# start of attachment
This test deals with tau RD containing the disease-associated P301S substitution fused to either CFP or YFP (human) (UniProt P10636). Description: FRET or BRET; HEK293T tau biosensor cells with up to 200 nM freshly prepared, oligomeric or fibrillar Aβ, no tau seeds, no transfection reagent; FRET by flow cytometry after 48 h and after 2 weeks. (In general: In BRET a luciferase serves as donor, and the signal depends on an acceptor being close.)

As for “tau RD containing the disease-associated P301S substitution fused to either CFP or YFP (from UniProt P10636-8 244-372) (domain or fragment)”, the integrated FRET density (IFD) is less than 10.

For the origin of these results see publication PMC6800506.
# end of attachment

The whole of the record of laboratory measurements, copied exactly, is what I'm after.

This test deals with tau RD containing the disease-associated P301S substitution fused to either CFP or YFP (human) (UniProt P10636). Description: FRET or BRET; HEK293T tau biosensor cells with up to 200 nM freshly prepared, oligomeric or fibrillar Aβ, no tau seeds, no transfection reagent; FRET by flow cytometry after 48 h and after 2 weeks. (In general: In BRET a luciferase serves as donor, and the signal depends on an acceptor being close.)

As for “tau RD containing the disease-associated P301S substitution fused to either CFP or YFP (from UniProt P10636-8 244-372) (domain or fragment)”, the integrated FRET density (IFD) is less than 10.

For the origin of these results see publication PMC6800506.